How Accurate is Kelley Blue Book When Selling Your Used Car?
Car sellers often turn to Kelley Blue Book to find out how much their car is worth. Kelley Blue Book or KBB is a respected used car price guide often quoted by used car dealers to demonstrate that prices of cars on their lots are fair. When it comes to realizing the Blue Book price when selling a used car outright, sellers often find their expectations are set too high.
When trading in your car for a new car, you'll usually be offered an attractive price for your car. Dealers use questioning techniques to find out whether you're more interested in a great trade-in price or are looking for a big discount on a new car and will tailor the deal to give you the perception of value. The most important factor for you as a buyer, however, is the cost to change. Attractive trade-in prices are usually subsidized by reducing the discount on your new car. The dealer is looking at the overall profit on the deal.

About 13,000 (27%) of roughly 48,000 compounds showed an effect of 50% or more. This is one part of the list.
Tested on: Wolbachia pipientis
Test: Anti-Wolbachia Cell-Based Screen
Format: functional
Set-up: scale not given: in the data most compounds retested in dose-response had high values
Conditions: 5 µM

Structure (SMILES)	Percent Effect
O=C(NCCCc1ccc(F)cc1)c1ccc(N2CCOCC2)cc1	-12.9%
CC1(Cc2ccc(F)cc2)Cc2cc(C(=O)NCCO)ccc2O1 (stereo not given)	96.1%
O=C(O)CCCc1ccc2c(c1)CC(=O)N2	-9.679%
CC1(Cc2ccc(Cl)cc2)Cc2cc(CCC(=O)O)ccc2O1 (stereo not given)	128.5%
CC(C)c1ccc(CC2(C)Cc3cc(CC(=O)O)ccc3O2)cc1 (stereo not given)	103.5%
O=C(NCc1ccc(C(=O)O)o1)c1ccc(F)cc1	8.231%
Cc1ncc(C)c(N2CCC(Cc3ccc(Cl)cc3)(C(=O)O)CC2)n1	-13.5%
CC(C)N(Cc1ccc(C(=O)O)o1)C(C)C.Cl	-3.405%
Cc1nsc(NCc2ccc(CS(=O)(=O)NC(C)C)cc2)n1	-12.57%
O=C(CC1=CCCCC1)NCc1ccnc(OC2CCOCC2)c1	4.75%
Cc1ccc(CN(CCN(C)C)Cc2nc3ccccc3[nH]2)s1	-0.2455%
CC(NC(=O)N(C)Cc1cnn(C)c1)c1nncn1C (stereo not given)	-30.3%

If you want to sell your car privately or get a bigger discount on your next car by avoiding the dealer's trade-in math, the Blue Book trade-in price may not be the best benchmark for you. Kelley Blue Books's trade-in price assumes you're buying another car and the dealer has some profit to play with. Selling privately, you're unlikely to get the Kelley Blue Book trade in price, but that doesn't mean you're getting a bad deal, simply a fair market price. A dealer paying Blue Book for a trade-in is either going to retail the car (more profit) or push it back through the auto auctions, often at a loss. How can a dealer pay Blue Book and afford to sell your trade-in at a loss? The answer's simple, the trade-in math favors the dealer.
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